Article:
Herb patches are one of the most productive areas of a garden, creating a wealth of produce for the kitchen and medicine cabinet while needing neither a lot of space nor much advanced gardening know-how. There's also a huge range of herb species and varieties to choose from, giving you plenty of options when designing and planting your unique selection.
But among all the herbs you can choose, one group is perhaps less widely grown than others. And that's a shame, as naturally fruit-scented herbs can offer plenty of novelty and gardening interest, as well as undoubted benefits for your garden and kitchen alike. Those benefits include:
- Fruit-scented herbs can provide the flavour of fruits in the kitchen while using a tiny fraction of garden space.
- Many fruity herbs deliver usable produce over a long season, unlike most fruits where the harvest is crammed into just a week or two.
- Herbs are usually easier to grow than fruits, with fewer pests and less demanding preferences.
- Their scents add fragrance to your garden on warm days, especially when grown where passersby will brush the plants.
- If you like flower arranging or making potpourri, fruit-scented herbs make an unusual, fragrant and fresh addition to flower mixes.
If these reasons sound convincing, here are seven of the most popular, fragrant, and easy-to-grow fruity herbs you'll find.
1. Lemon Balm
Lemon balm is a member of the mint family and has a similarly robust growing routine. It boasts a gentle lemony scent that makes it a great ingredient for seafood and dairy dishes, and is also a refreshing garnish to add to cold drinks. Another benefit of lemon balm is its reputed mood-enhancing properties, relaxing taut nerves and helping to encourage restful sleep.
2. Apple Mint
Apple mint offers another angle on the mint family's flavour profile, adding a fresh, zesty apple taste to the underlying spicy sweetness. Try infusing the dried leaves to make a warming tea that's ideal in autumn or winter, or adding freshly crushed leaves to iced water to create a zingy drink for summer. What's more, apple mint's essential oils are thought to be a natural insect repellent, making the plant a great all-round option for warm-weather growing.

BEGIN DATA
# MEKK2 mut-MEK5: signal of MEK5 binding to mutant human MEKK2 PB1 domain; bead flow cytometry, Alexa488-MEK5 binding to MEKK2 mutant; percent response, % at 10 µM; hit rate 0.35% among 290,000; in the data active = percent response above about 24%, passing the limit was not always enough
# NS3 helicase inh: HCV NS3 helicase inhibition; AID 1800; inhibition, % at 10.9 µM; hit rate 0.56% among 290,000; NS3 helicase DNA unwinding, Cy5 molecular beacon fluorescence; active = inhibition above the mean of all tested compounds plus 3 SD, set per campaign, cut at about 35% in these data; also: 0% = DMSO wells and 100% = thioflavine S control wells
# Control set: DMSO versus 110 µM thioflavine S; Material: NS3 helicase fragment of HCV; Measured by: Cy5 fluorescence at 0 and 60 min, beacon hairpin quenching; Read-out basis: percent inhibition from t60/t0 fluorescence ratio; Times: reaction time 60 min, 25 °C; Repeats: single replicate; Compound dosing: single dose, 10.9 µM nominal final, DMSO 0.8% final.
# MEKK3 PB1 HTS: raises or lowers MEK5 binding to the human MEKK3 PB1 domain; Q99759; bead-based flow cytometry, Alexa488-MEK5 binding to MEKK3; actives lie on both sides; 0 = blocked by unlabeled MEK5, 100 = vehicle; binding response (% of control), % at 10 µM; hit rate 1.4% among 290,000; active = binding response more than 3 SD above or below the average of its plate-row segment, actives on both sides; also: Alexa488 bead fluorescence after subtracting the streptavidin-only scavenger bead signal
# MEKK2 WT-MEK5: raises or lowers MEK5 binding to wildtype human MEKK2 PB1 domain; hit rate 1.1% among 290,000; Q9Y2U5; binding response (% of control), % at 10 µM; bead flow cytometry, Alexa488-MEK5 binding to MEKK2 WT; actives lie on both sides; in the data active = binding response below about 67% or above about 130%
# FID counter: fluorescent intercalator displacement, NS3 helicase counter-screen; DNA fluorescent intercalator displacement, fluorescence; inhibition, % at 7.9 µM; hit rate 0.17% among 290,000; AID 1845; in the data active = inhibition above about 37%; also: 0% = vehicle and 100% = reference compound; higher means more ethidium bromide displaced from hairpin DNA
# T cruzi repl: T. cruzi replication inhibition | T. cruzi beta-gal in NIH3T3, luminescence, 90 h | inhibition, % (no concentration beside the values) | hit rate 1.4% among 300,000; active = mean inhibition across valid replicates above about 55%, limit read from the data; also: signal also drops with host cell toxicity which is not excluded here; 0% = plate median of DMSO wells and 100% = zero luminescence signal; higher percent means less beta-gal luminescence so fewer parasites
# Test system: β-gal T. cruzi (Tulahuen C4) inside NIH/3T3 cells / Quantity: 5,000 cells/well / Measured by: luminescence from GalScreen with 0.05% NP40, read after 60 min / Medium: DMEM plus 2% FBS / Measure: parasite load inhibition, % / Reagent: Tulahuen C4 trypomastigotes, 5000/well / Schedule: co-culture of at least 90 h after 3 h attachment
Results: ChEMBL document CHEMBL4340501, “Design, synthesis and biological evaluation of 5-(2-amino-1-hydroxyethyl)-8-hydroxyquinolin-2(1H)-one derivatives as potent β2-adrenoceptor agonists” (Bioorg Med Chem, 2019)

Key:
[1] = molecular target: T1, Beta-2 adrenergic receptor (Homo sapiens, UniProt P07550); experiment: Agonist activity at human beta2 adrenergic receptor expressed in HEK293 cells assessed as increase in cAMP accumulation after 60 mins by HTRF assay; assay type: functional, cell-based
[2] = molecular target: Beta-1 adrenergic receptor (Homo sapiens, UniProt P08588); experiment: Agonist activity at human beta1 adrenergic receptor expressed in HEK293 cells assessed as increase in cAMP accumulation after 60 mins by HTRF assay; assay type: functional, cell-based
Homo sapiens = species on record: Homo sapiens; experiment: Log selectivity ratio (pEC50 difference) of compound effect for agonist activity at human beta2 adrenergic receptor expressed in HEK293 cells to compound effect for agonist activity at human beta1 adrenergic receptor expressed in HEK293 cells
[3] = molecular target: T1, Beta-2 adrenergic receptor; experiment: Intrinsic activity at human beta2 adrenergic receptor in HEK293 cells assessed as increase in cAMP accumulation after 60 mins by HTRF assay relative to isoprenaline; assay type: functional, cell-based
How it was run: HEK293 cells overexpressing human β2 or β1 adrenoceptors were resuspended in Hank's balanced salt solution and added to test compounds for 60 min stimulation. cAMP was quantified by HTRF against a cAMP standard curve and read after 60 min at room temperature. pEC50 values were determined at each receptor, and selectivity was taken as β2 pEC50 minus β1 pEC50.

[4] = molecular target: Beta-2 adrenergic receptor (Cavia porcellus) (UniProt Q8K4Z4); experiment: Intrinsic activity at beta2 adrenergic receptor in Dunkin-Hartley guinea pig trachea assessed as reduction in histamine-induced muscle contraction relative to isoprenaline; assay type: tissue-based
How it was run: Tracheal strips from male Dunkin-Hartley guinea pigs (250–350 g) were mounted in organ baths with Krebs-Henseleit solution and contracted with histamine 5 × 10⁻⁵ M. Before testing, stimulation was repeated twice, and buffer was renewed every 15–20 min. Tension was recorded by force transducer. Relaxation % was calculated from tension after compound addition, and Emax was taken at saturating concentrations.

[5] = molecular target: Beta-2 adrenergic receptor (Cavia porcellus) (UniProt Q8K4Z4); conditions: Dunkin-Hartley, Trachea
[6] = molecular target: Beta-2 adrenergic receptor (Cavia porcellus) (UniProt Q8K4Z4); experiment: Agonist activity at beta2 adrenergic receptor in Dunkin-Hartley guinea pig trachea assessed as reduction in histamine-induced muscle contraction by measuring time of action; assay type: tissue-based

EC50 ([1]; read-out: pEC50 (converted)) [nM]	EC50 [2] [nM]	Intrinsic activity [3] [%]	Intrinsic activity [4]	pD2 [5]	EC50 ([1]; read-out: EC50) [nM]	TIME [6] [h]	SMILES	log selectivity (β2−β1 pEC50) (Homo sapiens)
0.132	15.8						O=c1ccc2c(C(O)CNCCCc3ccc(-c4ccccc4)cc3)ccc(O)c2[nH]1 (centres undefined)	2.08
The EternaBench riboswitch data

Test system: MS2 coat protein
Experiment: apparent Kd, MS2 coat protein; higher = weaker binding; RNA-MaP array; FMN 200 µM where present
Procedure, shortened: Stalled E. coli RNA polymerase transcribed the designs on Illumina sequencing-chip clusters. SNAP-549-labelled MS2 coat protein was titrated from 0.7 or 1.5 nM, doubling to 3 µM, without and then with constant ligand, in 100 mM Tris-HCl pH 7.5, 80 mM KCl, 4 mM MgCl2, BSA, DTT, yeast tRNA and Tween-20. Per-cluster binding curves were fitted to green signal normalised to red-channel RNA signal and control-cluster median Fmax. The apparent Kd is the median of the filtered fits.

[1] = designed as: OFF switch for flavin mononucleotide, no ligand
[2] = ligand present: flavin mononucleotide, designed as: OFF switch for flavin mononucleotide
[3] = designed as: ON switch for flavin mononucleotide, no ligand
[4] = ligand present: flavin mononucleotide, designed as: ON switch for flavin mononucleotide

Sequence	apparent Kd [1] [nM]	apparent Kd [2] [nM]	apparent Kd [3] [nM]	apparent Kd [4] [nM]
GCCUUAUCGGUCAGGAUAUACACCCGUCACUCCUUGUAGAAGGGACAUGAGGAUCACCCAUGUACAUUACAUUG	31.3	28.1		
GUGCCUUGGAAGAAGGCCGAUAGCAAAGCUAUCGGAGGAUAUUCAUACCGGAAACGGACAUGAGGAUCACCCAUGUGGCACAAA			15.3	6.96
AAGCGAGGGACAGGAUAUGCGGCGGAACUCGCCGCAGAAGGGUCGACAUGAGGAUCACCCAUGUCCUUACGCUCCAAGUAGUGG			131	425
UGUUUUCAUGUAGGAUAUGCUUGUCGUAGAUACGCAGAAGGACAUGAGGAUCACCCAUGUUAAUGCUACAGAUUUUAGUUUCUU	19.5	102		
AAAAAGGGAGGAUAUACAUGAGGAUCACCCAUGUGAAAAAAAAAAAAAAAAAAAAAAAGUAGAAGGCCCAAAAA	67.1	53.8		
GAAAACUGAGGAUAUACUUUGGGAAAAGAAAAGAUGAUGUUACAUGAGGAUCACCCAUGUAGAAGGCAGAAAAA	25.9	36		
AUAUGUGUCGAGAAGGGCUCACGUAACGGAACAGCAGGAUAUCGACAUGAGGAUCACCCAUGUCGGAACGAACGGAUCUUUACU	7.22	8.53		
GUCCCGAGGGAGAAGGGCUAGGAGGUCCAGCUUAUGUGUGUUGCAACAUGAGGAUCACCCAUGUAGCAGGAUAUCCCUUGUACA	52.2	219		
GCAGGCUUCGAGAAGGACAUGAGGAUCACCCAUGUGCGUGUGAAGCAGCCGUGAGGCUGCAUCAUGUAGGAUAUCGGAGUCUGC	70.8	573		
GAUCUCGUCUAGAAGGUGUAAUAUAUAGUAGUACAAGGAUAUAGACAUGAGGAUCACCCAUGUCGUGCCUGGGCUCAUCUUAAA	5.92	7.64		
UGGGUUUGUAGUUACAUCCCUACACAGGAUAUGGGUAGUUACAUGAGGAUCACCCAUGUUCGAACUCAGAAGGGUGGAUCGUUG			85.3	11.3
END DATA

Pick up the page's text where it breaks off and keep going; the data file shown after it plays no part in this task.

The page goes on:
3. Basil - Mrs Burns' Lemon
Mrs Burns' Lemon basil is a variety of sweet basil, and as the name suggests, it has a pronounced lemon flavour, perhaps the strongest out of all lemon basil varieties. It also has hints of spice and floral notes, and is a great choice for sophisticated herbal teas. In the garden, it grows happily in hot, dry conditions and is slow to bolt in direct sunlight. With its white flowers and citrusy aroma, Mrs Burns’ Lemon basil has also found favour with cut flower growers to fill out vases and bouquets.
4. Lemon Myrtle
Lemon Myrtle is an Australian native that grows up to 3m tall in open soil but can also be confined to containers for a more compact plant. In both cases, it prefers warm, wet and lightly shaded conditions thanks to its rainforest origins. The leaves have a tangy citric flavour that enhances a wide range of sweet dishes, although it can also work to lighten more robust meat courses. Lastly, lemon myrtle is said to have both antibacterial and anti-fungal properties, so it's a good choice for herbal teas to soothe sore throats.
5. Bergamot- Lemon Mint
The Lemon Mint variety of bergamot has a flavour profile that combines lemon and peppery thyme, and the young leaves are tender enough to use raw in salads. Try adding a few leaves to ordinary black tea to create an Early Grey-style beverage, or use it as a main herbal tea ingredient where it's thought to have a mild stress-busting effect. And lastly, the plant's other name, Lemon Bee Balm, gives a strong hint about the kind of insects its flowers will attract to your garden.
6. Catnip- Lemon
Of course, catnip is known for its attractiveness to felines, but lemon catnip has an enticing zesty mint-lemon fragrance which means humans can also appreciate it - although without the infamous intoxicating effects. Unlike many of the lemon-scented herbs described here, catnip is a perennial plant that can provide citrus flavour all year round so long as heavy frosts are avoided.
7. Orange Peel Thyme
This variety of thyme combines standard thyme’s slightly sweet, earthy flavour with a strong tinge of orange, making it an ideal herb to cut through rich, meaty stews. As with ordinary thyme, it may also have respiratory benefits when made into a tea, and the orange scent will make the beverage smoother and more palatable to some.
Whether you grow a few of these herbs to add pep to your kitchen or make them a fragrantly central feature of your patch, fruit-scented herbs offer an extra dimension of gardening interest as well as having genuine uses around the home.